Protecting Your Vacuum Furnace Investment with the Right Equipment
Water is one of the least expensive and most readily available thermal heat conductors on Earth, and it’s critical for the protection and operation of your heat-treating equipment. Selecting the right water-cooling system, understanding the impurities in water, and maintaining your water-cooling system properly can prevent costly damage to your vacuum furnace.
Water and System Characteristics
There are several different configurations available for external cooling systems. As long as the water and system meet the below specifications for thermal energy transfer, it should work as intended, while preventing functionality issues with the furnace and water system.
Standard Water Characteristics
- Total Hardness as CaCO3 <100 ppm
- Total dissolved solids <200ppm
- Conductivity – 300 micromhos per centimeter
- pH – 7.0 to 8.0
- Suspended solids <10 ppm
*Water characteristics should be tested prior to equipment installation
- Maximum inlet temperature – 85 °F (29 °C)
- Minimum inlet temperature – above the dew point to avoid condensation
- Flow as specified on the equipment installation instructions
- Pressure between 40 and 90 psi*
- Supply and drain piping so that at rated flow, a 30 psi drop is available across equipment.*
Which external cooling system is right for you?
Some things to consider when choosing the right water-cooling system are:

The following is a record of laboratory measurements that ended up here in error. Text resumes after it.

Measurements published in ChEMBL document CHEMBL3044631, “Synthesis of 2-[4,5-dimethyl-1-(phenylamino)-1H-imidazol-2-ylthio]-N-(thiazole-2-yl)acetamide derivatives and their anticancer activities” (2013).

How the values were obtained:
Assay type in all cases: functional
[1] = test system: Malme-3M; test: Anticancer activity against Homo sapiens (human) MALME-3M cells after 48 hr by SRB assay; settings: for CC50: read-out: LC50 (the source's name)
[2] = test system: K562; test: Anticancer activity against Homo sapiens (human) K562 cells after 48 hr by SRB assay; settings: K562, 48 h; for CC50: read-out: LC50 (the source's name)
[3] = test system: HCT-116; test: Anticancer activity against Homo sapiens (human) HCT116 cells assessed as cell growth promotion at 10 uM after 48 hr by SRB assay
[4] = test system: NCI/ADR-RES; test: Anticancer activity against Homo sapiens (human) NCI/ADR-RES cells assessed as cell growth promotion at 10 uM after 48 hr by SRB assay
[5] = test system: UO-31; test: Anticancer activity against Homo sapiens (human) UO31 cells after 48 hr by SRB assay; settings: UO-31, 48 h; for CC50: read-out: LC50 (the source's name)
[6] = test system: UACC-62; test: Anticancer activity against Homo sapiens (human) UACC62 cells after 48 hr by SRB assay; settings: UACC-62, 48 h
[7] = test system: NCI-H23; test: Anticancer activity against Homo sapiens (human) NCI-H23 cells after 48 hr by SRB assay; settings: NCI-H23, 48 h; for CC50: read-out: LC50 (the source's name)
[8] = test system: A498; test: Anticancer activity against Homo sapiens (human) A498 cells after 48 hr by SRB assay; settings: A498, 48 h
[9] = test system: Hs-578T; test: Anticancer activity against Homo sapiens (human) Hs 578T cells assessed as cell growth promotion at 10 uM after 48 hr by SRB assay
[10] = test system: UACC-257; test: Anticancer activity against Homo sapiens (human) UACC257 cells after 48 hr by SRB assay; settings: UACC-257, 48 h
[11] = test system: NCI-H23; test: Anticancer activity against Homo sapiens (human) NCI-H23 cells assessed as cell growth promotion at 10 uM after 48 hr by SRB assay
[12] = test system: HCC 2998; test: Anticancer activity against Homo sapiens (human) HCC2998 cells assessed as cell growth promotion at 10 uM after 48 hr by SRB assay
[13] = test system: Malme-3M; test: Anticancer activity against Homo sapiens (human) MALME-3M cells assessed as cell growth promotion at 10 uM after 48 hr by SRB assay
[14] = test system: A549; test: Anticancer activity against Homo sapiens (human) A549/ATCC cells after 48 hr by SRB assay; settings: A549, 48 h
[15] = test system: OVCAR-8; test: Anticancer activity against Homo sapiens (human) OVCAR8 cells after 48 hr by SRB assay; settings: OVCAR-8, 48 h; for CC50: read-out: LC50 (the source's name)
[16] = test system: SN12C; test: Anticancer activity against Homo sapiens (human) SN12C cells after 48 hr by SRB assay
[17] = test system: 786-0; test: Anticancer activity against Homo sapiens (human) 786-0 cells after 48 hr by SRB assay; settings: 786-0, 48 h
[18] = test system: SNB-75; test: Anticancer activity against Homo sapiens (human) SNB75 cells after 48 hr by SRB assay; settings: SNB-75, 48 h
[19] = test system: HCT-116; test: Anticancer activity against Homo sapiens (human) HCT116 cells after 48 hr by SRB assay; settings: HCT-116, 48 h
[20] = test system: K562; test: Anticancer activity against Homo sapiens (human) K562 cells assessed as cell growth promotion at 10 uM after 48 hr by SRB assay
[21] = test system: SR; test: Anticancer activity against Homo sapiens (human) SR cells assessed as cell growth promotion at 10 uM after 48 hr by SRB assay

- What is the budget?
- What size tank and heat exchanger will be needed? Or how much water will be needed per quench cycle?
- Will the system need to be designed to handle different quench cycle applications based on materials processed?
- Will the system need to accommodate multiple furnaces?
- Have you evaluated both your current and future water system needs?
- What are the local environmental laws?
- What are the local options for water supply?
- Does your facility already have a water-cooling system?
Water-cooling System Configurations
Water-cooling systems can be either an open or closed loop. In an open system, the coolant water is exposed to air at sight drains or a cooling tower, whereas a closed system does not have environmental exposure. The combination open/closed system is the most common type used in heat-treatment facilities because of its efficient design that minimizes waste and reduces water treatment costs. Below are the four main types of water-cooling systems to consider, each with pros and cons. Which one you choose will be based on the needs of your business and facility location.
Once Through System
In a once through system, the water is passed through the vacuum furnace equipment once and then is discarded or reused in other processes. This system has the least capital expenditure to set up, but it requires access to a large amount of clean city or well water. This can be cost prohibitive, causes more waste, and can cause environmental concerns. The water in this system is not usually treated for water hardness which can create build up over time and more need for chemical flushing and descaling.